Syed Hassan
    Syed Hassan

    5 out of 5 stars

    posted 3 months ago

    We moved to U.K in 2015 and it was our first rented property. The whole process was carried out in friendly and smooth way. We rented the property for more than 2 yrs and we were facilitated and dealt in very effective, efficient and professional way. Unfortunately land lord decided to sale the property so we have to find a new place. The move out process is as smooth and clearly communicated as the move in was. We would certainly recommend Stuart properties and would love to seek their assistance in future. Special thanks to Colin and his team who were always there for us. Warm personal regards from our family!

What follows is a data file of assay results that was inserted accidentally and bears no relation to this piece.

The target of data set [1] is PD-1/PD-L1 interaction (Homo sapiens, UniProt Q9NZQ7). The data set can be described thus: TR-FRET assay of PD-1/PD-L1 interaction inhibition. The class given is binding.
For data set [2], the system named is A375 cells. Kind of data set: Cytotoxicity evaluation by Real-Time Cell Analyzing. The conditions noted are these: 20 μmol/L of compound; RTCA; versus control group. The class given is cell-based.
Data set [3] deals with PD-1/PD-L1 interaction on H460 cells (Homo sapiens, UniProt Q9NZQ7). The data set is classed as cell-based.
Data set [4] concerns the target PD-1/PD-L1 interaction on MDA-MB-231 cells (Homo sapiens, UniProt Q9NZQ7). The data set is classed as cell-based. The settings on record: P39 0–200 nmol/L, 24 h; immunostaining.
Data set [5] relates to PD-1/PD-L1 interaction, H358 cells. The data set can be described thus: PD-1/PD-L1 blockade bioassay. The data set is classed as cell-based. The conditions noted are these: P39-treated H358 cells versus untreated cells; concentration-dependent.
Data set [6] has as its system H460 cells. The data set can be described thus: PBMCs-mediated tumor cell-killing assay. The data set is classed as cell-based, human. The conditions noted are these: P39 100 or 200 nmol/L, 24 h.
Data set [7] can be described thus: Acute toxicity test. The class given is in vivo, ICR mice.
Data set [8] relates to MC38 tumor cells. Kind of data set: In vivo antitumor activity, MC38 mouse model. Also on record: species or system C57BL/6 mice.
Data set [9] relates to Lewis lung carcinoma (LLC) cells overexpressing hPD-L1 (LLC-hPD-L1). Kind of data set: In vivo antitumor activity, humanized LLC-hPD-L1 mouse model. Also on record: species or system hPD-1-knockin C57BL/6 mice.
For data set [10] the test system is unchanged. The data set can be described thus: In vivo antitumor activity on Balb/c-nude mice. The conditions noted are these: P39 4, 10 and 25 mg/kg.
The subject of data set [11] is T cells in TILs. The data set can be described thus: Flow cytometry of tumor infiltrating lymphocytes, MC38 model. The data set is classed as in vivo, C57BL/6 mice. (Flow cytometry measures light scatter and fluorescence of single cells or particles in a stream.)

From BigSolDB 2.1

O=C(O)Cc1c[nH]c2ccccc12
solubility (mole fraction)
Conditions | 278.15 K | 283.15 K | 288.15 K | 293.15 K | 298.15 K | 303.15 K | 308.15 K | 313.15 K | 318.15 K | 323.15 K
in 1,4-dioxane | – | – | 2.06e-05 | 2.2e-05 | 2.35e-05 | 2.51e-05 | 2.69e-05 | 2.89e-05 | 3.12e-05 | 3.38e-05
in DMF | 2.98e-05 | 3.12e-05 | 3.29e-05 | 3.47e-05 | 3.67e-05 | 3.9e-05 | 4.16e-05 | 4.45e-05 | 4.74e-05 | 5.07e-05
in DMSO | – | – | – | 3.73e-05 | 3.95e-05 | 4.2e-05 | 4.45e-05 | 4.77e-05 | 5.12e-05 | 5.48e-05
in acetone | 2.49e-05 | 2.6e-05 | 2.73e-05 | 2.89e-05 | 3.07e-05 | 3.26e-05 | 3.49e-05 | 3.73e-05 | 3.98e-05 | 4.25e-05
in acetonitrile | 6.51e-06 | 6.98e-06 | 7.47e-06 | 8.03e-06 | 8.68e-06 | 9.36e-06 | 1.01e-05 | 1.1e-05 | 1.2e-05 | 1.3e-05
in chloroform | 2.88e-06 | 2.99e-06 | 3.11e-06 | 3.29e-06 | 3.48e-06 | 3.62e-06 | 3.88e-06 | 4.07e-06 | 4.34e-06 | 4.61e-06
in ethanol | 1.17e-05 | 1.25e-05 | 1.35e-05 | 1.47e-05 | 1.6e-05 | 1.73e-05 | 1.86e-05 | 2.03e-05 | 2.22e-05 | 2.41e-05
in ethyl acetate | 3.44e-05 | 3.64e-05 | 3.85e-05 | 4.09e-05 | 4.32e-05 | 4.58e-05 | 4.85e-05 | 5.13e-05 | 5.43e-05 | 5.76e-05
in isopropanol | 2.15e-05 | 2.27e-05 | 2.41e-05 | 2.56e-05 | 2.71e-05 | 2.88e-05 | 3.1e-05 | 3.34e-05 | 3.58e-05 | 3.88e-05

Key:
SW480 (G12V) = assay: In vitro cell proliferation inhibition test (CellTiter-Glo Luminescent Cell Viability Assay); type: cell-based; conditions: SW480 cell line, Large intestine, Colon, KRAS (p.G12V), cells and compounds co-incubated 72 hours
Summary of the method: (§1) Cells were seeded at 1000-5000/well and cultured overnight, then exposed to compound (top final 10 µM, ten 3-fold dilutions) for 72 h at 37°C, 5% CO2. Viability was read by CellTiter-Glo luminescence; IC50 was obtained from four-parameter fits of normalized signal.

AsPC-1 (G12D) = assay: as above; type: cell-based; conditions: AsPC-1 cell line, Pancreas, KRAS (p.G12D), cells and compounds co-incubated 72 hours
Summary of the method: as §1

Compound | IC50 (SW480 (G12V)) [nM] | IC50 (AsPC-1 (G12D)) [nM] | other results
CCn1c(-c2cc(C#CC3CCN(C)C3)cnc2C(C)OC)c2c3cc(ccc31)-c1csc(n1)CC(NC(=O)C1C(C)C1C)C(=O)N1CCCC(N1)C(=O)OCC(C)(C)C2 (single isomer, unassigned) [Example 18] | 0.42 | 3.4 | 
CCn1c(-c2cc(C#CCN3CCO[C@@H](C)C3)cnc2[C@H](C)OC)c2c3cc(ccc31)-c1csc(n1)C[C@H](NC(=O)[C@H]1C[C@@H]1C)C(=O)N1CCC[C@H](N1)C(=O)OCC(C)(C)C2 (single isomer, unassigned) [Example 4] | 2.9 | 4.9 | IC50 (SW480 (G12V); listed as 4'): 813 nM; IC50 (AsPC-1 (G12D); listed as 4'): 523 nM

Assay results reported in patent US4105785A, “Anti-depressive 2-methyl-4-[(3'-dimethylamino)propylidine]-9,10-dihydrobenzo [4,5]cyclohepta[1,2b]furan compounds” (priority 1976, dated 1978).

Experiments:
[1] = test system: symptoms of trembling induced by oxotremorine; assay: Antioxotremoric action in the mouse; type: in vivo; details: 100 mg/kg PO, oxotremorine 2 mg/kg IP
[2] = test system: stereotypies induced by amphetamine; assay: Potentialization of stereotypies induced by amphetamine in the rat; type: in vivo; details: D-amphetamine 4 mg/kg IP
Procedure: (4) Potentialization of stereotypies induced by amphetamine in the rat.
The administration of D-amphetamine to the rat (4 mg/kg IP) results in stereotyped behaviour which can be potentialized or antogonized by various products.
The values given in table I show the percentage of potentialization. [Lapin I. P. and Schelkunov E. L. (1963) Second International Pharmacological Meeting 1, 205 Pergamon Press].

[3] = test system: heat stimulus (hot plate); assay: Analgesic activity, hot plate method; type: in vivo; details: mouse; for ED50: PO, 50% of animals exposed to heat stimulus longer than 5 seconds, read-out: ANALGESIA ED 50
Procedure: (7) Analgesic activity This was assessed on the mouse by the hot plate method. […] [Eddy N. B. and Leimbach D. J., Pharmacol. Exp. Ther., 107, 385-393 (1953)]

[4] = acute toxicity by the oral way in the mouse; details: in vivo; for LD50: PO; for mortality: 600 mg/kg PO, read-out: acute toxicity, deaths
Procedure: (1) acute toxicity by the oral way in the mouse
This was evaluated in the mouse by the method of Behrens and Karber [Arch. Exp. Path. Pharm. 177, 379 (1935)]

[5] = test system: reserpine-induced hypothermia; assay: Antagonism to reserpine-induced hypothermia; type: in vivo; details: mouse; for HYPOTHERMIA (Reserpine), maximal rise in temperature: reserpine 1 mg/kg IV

Peter Wooldridge
    Peter Wooldridge

    5 out of 5 stars

    posted 1 day ago

    We lived in a property let by Stuarts for just over two years and there were absolutely no negative experiences with them at all. we had an issue with a shower that was dealt with extremely quickly and the communication between the time we reported the fault and the time it was fixed was outstanding.
    Stuarts delt with any quiries we had very quickly and were quick to reply to any emails that we sent them. As first time renters we had plenty of questions and no matter how small they were always answered in a polite and friendly manner. From start to finish they were great.